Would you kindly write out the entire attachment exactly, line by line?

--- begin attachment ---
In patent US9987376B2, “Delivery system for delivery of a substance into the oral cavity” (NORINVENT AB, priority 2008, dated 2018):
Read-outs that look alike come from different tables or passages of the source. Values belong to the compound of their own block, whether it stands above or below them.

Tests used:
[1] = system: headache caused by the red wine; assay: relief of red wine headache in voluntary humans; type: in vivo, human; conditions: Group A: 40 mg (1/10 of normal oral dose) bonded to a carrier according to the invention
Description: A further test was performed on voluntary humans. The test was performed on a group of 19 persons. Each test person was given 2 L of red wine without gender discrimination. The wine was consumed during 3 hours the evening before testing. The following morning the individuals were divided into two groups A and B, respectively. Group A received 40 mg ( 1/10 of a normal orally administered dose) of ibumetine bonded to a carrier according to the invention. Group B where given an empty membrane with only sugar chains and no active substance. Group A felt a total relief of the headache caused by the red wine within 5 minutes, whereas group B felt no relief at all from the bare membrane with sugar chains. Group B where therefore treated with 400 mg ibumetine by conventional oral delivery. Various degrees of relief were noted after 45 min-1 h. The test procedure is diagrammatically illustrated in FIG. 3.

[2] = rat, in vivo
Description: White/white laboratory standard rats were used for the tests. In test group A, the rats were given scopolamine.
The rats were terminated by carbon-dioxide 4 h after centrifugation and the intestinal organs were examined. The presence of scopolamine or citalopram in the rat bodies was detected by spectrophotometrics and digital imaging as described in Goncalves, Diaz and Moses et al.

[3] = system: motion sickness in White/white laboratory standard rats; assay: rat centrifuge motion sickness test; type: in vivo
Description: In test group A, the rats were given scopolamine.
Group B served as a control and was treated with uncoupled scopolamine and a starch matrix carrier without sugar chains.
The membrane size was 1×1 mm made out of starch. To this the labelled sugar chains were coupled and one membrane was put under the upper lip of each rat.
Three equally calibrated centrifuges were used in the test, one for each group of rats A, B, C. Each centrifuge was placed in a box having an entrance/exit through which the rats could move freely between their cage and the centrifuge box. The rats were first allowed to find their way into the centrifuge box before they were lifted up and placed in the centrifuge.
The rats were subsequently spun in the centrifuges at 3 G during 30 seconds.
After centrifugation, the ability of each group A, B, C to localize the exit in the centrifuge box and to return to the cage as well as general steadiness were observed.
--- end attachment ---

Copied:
In patent US9987376B2, “Delivery system for delivery of a substance into the oral cavity” (NORINVENT AB, priority 2008, dated 2018):
Read-outs that look alike come from different tables or passages of the source. Values belong to the compound of their own block, whether it stands above or below them.

Tests used:
[1] = system: headache caused by the red wine; assay: relief of red wine headache in voluntary humans; type: in vivo, human; conditions: Group A: 40 mg (1/10 of normal oral dose) bonded to a carrier according to the invention
Description: A further test was performed on voluntary humans. The test was performed on a group of 19 persons. Each test person was given 2 L of red wine without gender discrimination. The wine was consumed during 3 hours the evening before testing. The following morning the individuals were divided into two groups A and B, respectively. Group A received 40 mg ( 1/10 of a normal orally administered dose) of ibumetine bonded to a carrier according to the invention. Group B where given an empty membrane with only sugar chains and no active substance. Group A felt a total relief of the headache caused by the red wine within 5 minutes, whereas group B felt no relief at all from the bare membrane with sugar chains. Group B where therefore treated with 400 mg ibumetine by conventional oral delivery. Various degrees of relief were noted after 45 min-1 h. The test procedure is diagrammatically illustrated in FIG. 3.

[2] = rat, in vivo
Description: White/white laboratory standard rats were used for the tests. In test group A, the rats were given scopolamine.
The rats were terminated by carbon-dioxide 4 h after centrifugation and the intestinal organs were examined. The presence of scopolamine or citalopram in the rat bodies was detected by spectrophotometrics and digital imaging as described in Goncalves, Diaz and Moses et al.

[3] = system: motion sickness in White/white laboratory standard rats; assay: rat centrifuge motion sickness test; type: in vivo
Description: In test group A, the rats were given scopolamine.
Group B served as a control and was treated with uncoupled scopolamine and a starch matrix carrier without sugar chains.
The membrane size was 1×1 mm made out of starch. To this the labelled sugar chains were coupled and one membrane was put under the upper lip of each rat.
Three equally calibrated centrifuges were used in the test, one for each group of rats A, B, C. Each centrifuge was placed in a box having an entrance/exit through which the rats could move freely between their cage and the centrifuge box. The rats were first allowed to find their way into the centrifuge box before they were lifted up and placed in the centrifuge.
The rats were subsequently spun in the centrifuges at 3 G during 30 seconds.
After centrifugation, the ability of each group A, B, C to localize the exit in the centrifuge box and to return to the cage as well as general steadiness were observed.